Metropolis Berlin: 1880-1940

Metropolis Berlin: 1880-1940

Metropolis Berlin: 1880-1940

Metropolis Berlin: 1880-1940

Synopsis

Metropolis Berlin: 1880-1940 reconstitutes the built environment of Berlin during the period of its classical modernity using over two hundred contemporary texts, virtually all of which are published in English translation for the first time. They are from the pens of those who created Berlin as one of the world's great cities and those who observed this process: architects, city planners, sociologists, political theorists, historians, cultural critics, novelists, essayists, and journalists. Divided into nineteen sections, each prefaced by an introductory essay, the account unfolds chronologically, with the particular structural concerns of the moment addressed in sequence--be they department stores in 1900, housing in the 1920s, or parade grounds in 1940. Metropolis Berlin: 1880-1940 not only details the construction of Berlin, but explores homes and workplaces, public spaces, circulation, commerce, and leisure in the German metropolis as seen through the eyes of all social classes, from the humblest inhabitants of the city slums, to the great visionaries of the modern city, and the demented dictator resolved to remodel Berlin as Germania.

Excerpt

An enormous debt of gratitude is due to the translators whose expertise and dedication have produced so many elegant texts for this anthology. David Britt, very sadly, did not live to see its completion but lives on here and elsewhere in his wonderful translations. Michael Loughridge deserves special gratitude for taking on a particularly heavy burden of texts, often of a rather technical nature, while warm thanks and congratulations on their deft and thoughtful contributions are due to Fiona Elliott and Ishbel Flett. Finally, I am most grateful to Jane Yeomans for her translation of a rogue text in this company, written originally in French.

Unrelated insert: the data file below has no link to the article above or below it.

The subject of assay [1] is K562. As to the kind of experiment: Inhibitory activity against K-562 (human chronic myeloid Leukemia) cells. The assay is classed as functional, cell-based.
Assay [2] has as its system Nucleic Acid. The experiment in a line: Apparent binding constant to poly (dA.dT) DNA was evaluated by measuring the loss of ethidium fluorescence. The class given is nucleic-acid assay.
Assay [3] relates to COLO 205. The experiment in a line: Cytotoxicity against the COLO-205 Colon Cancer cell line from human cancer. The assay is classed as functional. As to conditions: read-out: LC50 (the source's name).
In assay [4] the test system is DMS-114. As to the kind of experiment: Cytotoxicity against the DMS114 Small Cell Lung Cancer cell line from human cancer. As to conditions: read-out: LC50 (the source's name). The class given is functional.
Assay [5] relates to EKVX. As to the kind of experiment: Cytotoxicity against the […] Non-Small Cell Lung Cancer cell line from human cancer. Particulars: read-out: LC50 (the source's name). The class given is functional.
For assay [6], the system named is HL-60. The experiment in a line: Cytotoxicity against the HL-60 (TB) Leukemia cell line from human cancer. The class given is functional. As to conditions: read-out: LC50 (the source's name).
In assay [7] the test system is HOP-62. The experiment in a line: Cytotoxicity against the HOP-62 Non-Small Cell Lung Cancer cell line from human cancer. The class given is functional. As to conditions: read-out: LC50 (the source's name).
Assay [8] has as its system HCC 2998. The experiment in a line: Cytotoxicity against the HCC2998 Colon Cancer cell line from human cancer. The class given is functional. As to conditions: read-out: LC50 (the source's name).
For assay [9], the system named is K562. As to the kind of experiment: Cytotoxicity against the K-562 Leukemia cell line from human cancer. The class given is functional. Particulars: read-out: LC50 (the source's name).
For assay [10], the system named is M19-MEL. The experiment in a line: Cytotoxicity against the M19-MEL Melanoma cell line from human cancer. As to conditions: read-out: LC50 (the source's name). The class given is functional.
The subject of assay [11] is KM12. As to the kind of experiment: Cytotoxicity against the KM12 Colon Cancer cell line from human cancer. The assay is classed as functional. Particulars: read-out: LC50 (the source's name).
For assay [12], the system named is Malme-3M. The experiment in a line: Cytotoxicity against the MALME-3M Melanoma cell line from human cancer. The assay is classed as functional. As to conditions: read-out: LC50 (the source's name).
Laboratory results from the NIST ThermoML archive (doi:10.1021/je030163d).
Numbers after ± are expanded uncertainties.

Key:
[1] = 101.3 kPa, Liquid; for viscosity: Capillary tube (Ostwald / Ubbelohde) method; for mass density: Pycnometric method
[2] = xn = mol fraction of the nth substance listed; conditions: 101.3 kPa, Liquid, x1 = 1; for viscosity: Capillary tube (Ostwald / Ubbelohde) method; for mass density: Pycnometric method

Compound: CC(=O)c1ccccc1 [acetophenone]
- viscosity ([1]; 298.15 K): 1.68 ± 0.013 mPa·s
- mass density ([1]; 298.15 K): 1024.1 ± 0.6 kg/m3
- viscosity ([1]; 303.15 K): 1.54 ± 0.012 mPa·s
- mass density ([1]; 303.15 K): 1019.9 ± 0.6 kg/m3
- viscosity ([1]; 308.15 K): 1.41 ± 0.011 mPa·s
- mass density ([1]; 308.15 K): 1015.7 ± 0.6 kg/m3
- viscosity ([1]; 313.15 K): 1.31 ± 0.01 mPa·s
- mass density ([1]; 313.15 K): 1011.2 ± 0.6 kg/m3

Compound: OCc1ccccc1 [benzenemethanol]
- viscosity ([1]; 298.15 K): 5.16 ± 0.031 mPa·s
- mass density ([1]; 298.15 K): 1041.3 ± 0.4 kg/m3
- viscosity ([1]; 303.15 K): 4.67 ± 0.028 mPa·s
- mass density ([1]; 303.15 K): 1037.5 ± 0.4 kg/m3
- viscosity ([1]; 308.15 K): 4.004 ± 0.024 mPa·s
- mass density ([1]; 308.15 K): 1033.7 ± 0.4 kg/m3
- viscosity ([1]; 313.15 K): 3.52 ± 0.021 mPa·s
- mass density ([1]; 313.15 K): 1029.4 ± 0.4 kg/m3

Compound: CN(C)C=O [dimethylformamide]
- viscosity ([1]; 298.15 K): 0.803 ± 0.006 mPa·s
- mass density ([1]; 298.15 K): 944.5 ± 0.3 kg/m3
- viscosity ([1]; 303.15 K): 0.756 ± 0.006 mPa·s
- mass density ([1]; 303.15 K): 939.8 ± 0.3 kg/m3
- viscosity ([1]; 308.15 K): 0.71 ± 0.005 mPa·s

Translation is not an inexpensive business, nor is the compilation of a largescale anthology. For direct funding for translation I am most grateful for their substantial support both to the Graham Foundation for Advanced Studies in the Fine Arts and to the University of Edinburgh. A Senior Scholar grant awarded by the Getty Foundation to the editors of this volume for a different research project freed us from the obligations of university teaching and gave us the unstructured time essential for the collaborative gestation of this enterprise.

Two scholars of the German city were particularly helpful in recommending texts and in critiquing the overall shape of our selection. Edward Dimenberg was unstinting in his support of the project at every stage of its protracted development and played a decisive role in framing its final contours. Similarly, Francesca Rogier kindly shared with us her extensive knowledge of the planning debates in Berlin in the early years of the twentieth century. Expert advice on specific topics was generously given by Andrew Barker, Günter Berghaus, Helen Chambers, Jens Daehner, Hartmut Frank, Anton Kaes, Tim Kirk, Winfried Nerdinger, Bernd Nicolai, Anson Rabinbach, Wolfgang Sonne, and Volker Welter.

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